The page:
Lenny White

Leonard "Lenny" White III (born December 19, 1949) is an American jazz fusion drummer who was a member of the band Return to Forever led by Chick Corea in the 1970s. White has been called "one of the founding fathers of jazz fusion".[1][2][3]

Lenny White
White and Stanley Clarke, 1976
White and Stanley Clarke, 1976
Background information
Birth nameLeonard White III
Born (1949-12-19) December 19, 1949 (age 70)
New York City, U.S.
GenresJazz fusion, funk
Occupation(s)Musician, Bandleader, Producer, Professor
InstrumentsDrums
Years active1968–present
LabelsNemperor, Elektra, Wounded Bird
Associated actsReturn to Forever, Twennynine, Azteca, Jamaica Boys
Websitelennywhite.com

Early life and educationEdit

Born in Queens, New York City, White became interested in music at a young age. As a self taught drummer he started off his career playing with groups at the New York jazz scene. While he was living at home, his father would take him to gigs. Early on he played clubs in Queens New York such as the Aphrodisiac, Slugs, and The Gold Lounge. It was at The Gold Lounge where he had his first gig with saxophonist Jackie Mclean.[4] During the late 1960s he began performing with Mclean around Queens. Through this, White was recommended to play on Miles Davis' landmark 1969 LP Bitches' Brew and feature on Freddie Hubbard's 1970 LP Red Clay. Within 1972 White joined the jazz group Return to Forever.

CareerEdit

White released in 1977 his debut solo album entitled Big City. During 1978 he released his sophomore LP The Adventures of Astral Pirates and his third solo album Streamline. He eventually formed the jazz/soul group Twennynine who went on to issue three studio albums, 1979's Best of Friends, Twennynine with Lenny White in 1980, and 1981's Just Like Dreamin'.[1][2]

White then made a guest appearance on Chick Corea's 1982 album Touchstone and produced Chaka Khan's 1982 LP Echoes of an Era. He later released his 1983 album Attitude and coproduced Pieces of a Dream's 1986 LP Joyride.[1][2] White now teaches at NYU Steinhardt where he has an ensemble as well as a lecture class on Bitches Brew called “The Miles Davis Aesthetic.”[4][5]

Personal lifeEdit

White has been a longtime resident of Teaneck, New Jersey.[3] He endorses Vic Firth drum sticks and only plays his own signature epoch cymbals sponsored by Istanbul Agop.[6]

Awards and honorsEdit

Grammy Awards

White has been nominated for 5 Grammy Awards, of which he has won three. The Grammy Award is an award presented by The Recording Academy to recognize achievement in the mainly English-language music industry.[7]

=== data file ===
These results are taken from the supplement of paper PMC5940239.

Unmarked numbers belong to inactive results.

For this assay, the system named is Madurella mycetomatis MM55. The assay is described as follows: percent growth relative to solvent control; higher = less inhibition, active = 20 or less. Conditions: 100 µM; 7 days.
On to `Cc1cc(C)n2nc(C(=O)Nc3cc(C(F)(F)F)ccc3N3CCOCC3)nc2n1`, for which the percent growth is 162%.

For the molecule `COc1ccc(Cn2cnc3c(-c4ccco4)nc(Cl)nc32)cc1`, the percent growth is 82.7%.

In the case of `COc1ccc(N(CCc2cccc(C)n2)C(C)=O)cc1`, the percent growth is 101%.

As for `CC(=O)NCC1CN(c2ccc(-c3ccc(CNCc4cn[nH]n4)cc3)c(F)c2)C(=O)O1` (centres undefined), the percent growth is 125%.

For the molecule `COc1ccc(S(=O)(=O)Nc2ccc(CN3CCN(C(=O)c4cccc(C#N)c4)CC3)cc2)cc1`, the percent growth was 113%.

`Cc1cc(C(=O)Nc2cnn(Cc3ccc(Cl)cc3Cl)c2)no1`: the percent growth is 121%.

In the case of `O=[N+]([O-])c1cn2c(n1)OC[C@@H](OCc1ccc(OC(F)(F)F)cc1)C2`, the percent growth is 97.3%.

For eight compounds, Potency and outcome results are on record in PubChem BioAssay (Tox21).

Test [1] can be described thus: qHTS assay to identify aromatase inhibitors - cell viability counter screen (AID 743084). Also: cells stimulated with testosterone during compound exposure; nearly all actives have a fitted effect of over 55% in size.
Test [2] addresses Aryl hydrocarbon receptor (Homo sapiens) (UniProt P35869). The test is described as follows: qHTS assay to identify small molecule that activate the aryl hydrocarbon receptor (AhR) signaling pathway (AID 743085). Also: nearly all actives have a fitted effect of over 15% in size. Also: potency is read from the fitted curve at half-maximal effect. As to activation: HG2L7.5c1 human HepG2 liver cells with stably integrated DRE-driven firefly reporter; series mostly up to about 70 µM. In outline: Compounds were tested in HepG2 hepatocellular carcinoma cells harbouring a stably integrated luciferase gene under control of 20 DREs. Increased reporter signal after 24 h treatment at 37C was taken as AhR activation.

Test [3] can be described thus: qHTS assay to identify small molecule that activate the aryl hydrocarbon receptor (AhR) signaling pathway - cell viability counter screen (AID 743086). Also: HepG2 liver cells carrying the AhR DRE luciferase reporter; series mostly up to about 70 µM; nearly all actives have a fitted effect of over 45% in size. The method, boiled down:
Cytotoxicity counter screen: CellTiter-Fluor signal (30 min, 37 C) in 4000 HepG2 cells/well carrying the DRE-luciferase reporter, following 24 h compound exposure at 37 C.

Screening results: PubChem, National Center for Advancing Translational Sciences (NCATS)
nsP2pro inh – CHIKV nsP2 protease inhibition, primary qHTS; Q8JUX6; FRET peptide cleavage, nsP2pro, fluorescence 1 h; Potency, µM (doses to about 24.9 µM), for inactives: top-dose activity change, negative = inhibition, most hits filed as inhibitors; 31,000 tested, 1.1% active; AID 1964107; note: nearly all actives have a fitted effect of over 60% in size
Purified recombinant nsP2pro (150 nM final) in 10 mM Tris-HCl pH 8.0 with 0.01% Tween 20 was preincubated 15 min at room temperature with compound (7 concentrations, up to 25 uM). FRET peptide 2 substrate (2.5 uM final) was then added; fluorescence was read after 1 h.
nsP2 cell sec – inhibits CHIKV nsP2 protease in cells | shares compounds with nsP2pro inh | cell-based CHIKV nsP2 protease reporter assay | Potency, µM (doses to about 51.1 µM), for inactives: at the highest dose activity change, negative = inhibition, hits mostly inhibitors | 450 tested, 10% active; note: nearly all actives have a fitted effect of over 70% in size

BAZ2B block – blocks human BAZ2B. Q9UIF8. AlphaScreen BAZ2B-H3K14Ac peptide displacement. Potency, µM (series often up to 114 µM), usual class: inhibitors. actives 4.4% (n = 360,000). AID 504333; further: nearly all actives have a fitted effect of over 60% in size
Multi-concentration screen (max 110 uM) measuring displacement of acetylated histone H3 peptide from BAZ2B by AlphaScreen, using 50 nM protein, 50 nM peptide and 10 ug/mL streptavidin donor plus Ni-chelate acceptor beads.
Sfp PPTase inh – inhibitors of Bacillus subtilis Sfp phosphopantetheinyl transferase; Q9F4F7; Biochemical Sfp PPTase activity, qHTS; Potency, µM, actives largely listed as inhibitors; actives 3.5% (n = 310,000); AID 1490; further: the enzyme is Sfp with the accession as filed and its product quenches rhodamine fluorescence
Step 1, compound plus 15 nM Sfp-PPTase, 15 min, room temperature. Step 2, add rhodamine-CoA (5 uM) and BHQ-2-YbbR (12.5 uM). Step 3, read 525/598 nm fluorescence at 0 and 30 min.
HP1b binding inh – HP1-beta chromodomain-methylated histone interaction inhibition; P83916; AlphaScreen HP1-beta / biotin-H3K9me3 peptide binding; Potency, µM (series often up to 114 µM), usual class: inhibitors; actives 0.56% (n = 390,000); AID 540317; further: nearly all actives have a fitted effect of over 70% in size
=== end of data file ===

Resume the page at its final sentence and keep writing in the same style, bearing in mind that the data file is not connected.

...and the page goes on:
Year Nominee / work Award Result
1975 No Mystery Best Jazz Performance by a group Won
2010 The Stanley Clarke Band Best Contemporary Jazz Album Won
2011 Forever Best Jazz Instrumental Album Won

DiscographyEdit

 
Lenny White with Buster Williams at Oslo Jazzfestival 2016

As leaderEdit

As ProducerEdit

As sidemanEdit

With Azteca

  • 1972: Azteca (Columbia)
  • 1973: Pyramid of the Moon (Columbia)
  • 2008: From The Ruins (Inakustic Gmbh)

With Gato Barbieri

With Ron Carter

With Cyrus Chestnut

With Stanley Clarke

With Al Di Meola:

With Return to Forever

With Larry Coryell & Victor Bailey

  • 2005: Electric
  • 2006: Traffic

With Chaka Khan, Freddie Hubbard, Joe Henderson, Chick Corea & Stanley Clarke

  • 1982: Echoes of an Era (Elektra)
  • 1982: Echoes of an Era 2 – The Concert (Elektra)

With Wallace Roney

With Buster Williams

With others

ReferencesEdit

  1. ^ a b c "All About Jazz: Lenny White biography". allaboutjazz.com. All About Jazz.
  2. ^ a b c Yanow, Scott. "Lenny White". allmusic.com. Allmusic.
  3. ^ a b Kara Yorio (December 19, 2013). "Teaneck's Lenny White to play four nights at Jazz Standard". The Record. Archived from the original on January 14, 2015. Retrieved March 12, 2016. White, a two-time Grammy winner, is one of the founding fathers of jazz fusion. His first recording gig was with Miles Davis on the groundbreaking "Bitches Brew" album that was released in 1970.
  4. ^ a b "Fusion Star Lenny White". Modern Drummer Magazine. Retrieved July 28, 2020.
  5. ^ "Lenny White". NYU Steinhardt. Retrieved July 28, 2020.
  6. ^ "A Bridge To The Future: A Conversation with Lenny White". New York Jazz Workshop. July 16, 2018. Retrieved July 28, 2020.
  7. ^ O'Neill, Thomas (1999). The Grammys: The Ultimate Unofficial Guide to Music's Highest Honor. Perigee Trade.

External linksEdit